I love to drive, it clears my mind, allows me to be alone, and challenges me to not only be comfortable with myself but to push through some discomfort in order to get where I am going. That might be an hyperbole of sorts but nevertheless I like to drive and I have done a lot of it this summer. Nearly 8,000 miles a lot. From Virginia to Texas, Texas to Colorado, Colorado to Texas, Texas back to Colorado, Colorado back to Texas, Texas to Colorado again, then to Idaho, and to Oregon, up to Seattle, back to Oregon, and the list goes on until I find myself back home in Southlake, Texas. Most of these drives were extremely spontaneous, but this specific one was planned months before. For a runner, there is no greater stage than the Olympics, and I wanted to be there to witness the moments when these athletes made it to that stage.
The Olympic Trials were being held in Eugene, Oregon — TackTown USA. Hayward Field is known across the globe to runners, fans, and possibly the casual sports fan. It is a shrine to track and field in the United States, and was really the epicenter of the running movement in the United States on every level fro
m jogger to Olympic athlete. So, seeing as there were spots to Rio on the line and everyone who is anyone in the track and field world would be there, I felt compelled to find my way to Eugene. I be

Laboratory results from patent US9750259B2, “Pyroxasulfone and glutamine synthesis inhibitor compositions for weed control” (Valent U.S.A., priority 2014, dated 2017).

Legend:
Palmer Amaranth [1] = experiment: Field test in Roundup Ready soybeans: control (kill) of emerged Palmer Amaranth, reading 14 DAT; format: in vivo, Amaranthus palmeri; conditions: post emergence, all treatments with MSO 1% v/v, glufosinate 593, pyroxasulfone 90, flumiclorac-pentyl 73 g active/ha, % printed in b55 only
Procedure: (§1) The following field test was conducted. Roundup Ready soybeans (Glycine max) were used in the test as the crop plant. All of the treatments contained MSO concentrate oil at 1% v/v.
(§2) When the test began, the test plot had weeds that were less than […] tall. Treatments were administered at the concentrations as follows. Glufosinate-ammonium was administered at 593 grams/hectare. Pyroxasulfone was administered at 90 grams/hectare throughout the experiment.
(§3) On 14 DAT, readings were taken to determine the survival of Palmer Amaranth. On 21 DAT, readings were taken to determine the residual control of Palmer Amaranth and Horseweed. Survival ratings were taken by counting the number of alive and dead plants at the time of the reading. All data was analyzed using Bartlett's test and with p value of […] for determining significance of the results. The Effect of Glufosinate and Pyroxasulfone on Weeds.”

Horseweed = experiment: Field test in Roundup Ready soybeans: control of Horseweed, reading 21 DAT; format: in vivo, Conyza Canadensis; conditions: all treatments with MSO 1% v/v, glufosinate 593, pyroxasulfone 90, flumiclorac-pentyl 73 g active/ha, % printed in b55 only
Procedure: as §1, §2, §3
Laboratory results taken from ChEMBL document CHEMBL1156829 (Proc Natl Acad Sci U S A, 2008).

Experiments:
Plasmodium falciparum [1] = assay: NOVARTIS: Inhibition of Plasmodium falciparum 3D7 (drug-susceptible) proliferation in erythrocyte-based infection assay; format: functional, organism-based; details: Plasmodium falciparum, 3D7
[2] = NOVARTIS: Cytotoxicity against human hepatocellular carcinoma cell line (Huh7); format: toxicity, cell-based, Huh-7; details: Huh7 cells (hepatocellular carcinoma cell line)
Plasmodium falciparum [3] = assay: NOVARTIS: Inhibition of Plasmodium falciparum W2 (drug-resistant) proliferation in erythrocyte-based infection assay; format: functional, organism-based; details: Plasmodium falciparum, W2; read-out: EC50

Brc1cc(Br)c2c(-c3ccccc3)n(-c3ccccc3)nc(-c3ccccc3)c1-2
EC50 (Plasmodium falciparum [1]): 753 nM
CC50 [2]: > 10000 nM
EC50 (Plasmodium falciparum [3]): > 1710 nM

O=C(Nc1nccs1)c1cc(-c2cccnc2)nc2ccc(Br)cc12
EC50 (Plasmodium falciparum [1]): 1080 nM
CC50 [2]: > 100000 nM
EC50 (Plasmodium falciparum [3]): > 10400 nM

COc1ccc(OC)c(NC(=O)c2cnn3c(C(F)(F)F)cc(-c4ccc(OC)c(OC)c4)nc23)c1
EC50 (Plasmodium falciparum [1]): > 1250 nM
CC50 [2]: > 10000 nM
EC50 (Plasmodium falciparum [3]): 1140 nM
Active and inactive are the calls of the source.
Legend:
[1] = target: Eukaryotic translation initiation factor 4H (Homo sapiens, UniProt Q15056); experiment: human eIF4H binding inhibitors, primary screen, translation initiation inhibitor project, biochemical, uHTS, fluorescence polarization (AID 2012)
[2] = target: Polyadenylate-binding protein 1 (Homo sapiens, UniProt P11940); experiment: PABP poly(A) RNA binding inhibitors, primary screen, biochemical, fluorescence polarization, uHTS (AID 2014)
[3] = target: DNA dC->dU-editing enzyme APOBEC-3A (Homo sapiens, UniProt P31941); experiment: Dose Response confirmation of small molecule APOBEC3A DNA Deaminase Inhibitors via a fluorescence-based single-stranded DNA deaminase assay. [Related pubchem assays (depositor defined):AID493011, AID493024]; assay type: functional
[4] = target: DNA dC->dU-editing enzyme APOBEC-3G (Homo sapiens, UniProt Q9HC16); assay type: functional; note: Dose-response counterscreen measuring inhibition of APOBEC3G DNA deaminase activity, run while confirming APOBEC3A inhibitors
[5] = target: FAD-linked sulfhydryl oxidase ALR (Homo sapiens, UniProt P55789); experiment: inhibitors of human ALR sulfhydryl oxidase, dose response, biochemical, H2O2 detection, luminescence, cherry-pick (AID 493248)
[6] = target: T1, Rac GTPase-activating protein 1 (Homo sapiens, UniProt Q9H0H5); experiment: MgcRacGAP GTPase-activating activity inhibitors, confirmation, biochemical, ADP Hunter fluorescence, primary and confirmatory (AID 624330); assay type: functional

gan on my way on July 5th, leaving from a small town in Idaho nestled up against the mighty Teton mountains. At this point the trials had already been in motion for a nearly 6 days, but most of the early events would be preliminaries, and the final 4 days of competition myself and my two good friends
Justin and Brandon would witness would be filled with drama.
There isn’t too much to say about these photos I am about to include, I will let you experience each one for yourself. The reason I love these particular photos so much is because a lot of them show emotions in such stark contrast. It is real sobering feeling you have when you witness these races. You feel pure joy for those who accomplish their lifelong goals, but it almost makes you guilty to feel such emotion when you glance over and see someone completely crushed when so many years of work came down to just fractions of a second. Thankfully, I was blessed to see all of these moments from the best seat in the house: the track (and occasionally the infield). I hope you enjoy these photos and any feedback, good or bad, is appreciated.